At 3 years old, Sarah Davis was a typically rambunctious child.
But one day when she leaped onto the family sofa and plopped into her favorite position, the maneuver resulted in a piercing pain that struck without warning.
“We didn’t know what was wrong, we just knew she was in a lot of pain,” says Ashley Davis of Cumming, Sarah’s mother.
The girl’s parents initially took her to an urgent care facility, which is part of Children’s Healthcare of Atlanta. That’s where the Davises learned that Sarah had dislocated her right hip.
They were told to go directly to Scottish Rite Hospital. Sarah would need to be fitted for a spica — a large and unusually cumbersome half-body cast. That’s something that usually needs to be done in a hospital setting.
Being stuck in a spica cast is taxing for anyone, and it’s an ordeal for a 3-year-old. It took six long weeks before the little girl regained her freedom of movement.
Unfortunately, that freedom lasted only three days. Sarah dislocated her hip again.
The Down syndrome factor
Sarah was born with Down syndrome, and that’s no coincidence as far as her hip problems are concerned.
Down syndrome occurs in about one of every 700 births. It’s a chromosomal condition that can change the development of a child’s body and brain, causing physical and mental challenges.
While most people are aware of Down syndrome, many are not aware of its potential effects on a child’s hips. At the time of Sarah’s first dislocation, her own parents didn’t realize the connection, even though they had been dealing with health problems the syndrome can create..
“While a hip dislocation can happen in any child, it is more likely to happen in children with Down syndrome due to their anatomy,” says Sarah’s orthopedic surgeon, Dr. Dana Olszewski of Children’s Healthcare of Atlanta, known as “Dr. O” by many of her patients.
“1 to 7 percent of children with Down syndrome will have hip instability,” says Olszewski. And their other joints, such as knees, also may slip out of place or become dislocated, according to the American Academy of Orthopaedic Surgeons.
It’s tougher when you’re a kid
Following important medical instructions is difficult for any young child, but it proved especially hard for Sarah, who was nonverbal at the time of the first hip accident.
Sarah’s mother says that by nature, the little girl is “happy” and “fearless.” And also headstrong.
“Sarah has a fiercely independent personality, even to a fault. She doesn’t like your help [or advice], because she’s going do it herself even if she hurts herself in the process.”
That personality trait became clear after Sarah’s first hip dislocation. “I didn’t want her sitting in a ‘W’ position” after that, says Dr. Olszewski. The ‘W’ is a popular position with toddlers — feet bent backward and underneath the child. Sarah liked that position, which was what originally caused her hip to pop out, says the doctor.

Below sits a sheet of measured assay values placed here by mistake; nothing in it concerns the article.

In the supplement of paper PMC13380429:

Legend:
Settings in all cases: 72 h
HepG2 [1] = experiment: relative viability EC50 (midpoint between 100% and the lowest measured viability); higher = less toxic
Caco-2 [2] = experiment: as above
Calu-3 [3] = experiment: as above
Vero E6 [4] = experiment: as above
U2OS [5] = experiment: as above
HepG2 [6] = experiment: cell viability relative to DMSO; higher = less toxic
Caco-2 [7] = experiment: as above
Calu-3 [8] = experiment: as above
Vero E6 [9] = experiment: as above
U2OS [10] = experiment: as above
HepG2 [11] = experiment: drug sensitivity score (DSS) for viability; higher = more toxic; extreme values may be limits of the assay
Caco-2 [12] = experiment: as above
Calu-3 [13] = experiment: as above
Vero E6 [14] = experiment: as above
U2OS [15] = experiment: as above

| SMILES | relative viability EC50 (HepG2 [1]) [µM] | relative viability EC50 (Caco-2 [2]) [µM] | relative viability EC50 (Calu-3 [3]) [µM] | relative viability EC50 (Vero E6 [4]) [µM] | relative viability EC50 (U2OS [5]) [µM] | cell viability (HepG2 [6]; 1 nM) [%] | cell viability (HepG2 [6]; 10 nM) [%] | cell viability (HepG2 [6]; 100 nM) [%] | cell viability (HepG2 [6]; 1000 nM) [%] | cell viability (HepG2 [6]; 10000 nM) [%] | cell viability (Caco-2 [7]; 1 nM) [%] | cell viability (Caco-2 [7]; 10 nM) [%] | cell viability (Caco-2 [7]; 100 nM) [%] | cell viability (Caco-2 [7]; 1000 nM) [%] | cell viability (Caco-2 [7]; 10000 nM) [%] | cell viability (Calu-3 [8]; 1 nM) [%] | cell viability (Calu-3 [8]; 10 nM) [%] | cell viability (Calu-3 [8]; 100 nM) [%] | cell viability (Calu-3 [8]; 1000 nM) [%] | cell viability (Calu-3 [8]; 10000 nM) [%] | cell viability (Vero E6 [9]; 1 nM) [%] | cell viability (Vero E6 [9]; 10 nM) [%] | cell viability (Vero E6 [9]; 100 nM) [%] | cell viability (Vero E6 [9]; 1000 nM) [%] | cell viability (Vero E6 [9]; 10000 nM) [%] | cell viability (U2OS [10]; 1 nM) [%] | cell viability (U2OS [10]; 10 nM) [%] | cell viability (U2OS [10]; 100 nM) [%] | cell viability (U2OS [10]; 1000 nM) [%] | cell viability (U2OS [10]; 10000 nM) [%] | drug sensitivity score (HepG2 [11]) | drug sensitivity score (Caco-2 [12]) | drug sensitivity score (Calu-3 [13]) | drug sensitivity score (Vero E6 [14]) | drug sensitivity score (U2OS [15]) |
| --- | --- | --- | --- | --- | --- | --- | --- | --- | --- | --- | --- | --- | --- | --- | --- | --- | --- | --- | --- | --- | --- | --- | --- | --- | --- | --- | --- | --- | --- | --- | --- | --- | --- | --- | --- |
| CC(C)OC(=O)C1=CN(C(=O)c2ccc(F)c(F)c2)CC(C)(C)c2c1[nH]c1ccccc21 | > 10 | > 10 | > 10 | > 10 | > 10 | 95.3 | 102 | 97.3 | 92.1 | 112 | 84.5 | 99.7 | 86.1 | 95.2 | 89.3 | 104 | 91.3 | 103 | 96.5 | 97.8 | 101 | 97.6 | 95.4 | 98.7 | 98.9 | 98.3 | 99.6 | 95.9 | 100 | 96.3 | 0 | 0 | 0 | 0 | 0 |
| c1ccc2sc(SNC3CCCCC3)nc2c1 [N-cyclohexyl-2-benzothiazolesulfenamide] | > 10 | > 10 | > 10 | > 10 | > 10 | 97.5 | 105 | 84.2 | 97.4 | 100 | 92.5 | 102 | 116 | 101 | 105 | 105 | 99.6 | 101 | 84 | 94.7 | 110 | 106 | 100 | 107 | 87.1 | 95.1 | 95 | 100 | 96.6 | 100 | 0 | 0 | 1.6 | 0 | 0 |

That first accident “was a traumatic injury for Sara,” says Olszewski. The girl’s pain and distress were obvious when she was brought into the hospital. “Once Sarah was placed into a cast, that held her in position, things got better.”
“However, when she finally came out of the first cast, she went back and did the exact same thing.” Within days, Sarah had jumped onto the family sofa again and resumed the “W” position. And the result was the same the second time around.
Dr. O says that what Sarah did is “not unusual for any toddler.” But the second dislocated hip was devastating for the child and her parents. It was going to be a long road ahead.
Olszewski launched a new specialized plan for Sarah, keeping the youngster’s low muscle tone in mind. The plan included surgery to redirect the hip socket, putting the girl into a full-body cast, and finally ordering a special “rhino” brace for Sarah. A rhino brace helps keep a hip in place while it heals.
A tailored solution
“I try and take each patient as an individual,” says Olszewski, who notes that not all people with Down syndrome or hip disorders need the same treatment strategy. But she adds that “Sarah was unique.”
“We had to think outside the box for this little girl.”
The surgery took place in July 2016. That December, Sarah was transitioned into the rhino brace, and screws from the surgery were removed.
Occasionally, Sarah still forgets and sits in the W position, but when she’s reminded, she changes her position right away.
Photos of Sarah once she was brace-free show an undeniably happy child. “You could just see the light in her face, she was coming back to herself” after the cast was gone, recalls her mom.
“She was giddy, it was amazing to watch her,” says Dr. O.
The girl’s time in a body cast was tough on her and her family. While she wore the full-body spica, “it was like she became a shell of herself at home,” her mother says. But she snapped back quickly once it was off.
“A lot of people play into Sarah’s recovery,” says Olszewski, “especially the family.”
“It’s easy enough for me to order a brace, but ultimately the family has to be supportive with it at home,” says Olszewski. “They are the crucial element in all of this.”
When a child is crying or complaining, some parents will take the brace off, thinking that’s the reason for the tears, says Olszewski. “And then things will fall apart.” She gives credit to the Davis family for seeing things through to a successful conclusion.
Today, Sarah’s difficult days are behind her, but her condition is being monitored. “Sarah’s still very active, but will likely have to continue receiving care throughout the years to prevent dislocations and keep her hip healthy,” says her mom.
“She’s a climber, she moves and runs and plays and has no mobility issues at all,” says Olszewski.
Judi Kanne, a registered nurse and freelance writer, combines her nursing and journalism backgrounds to write about public health. She lives in Atlanta.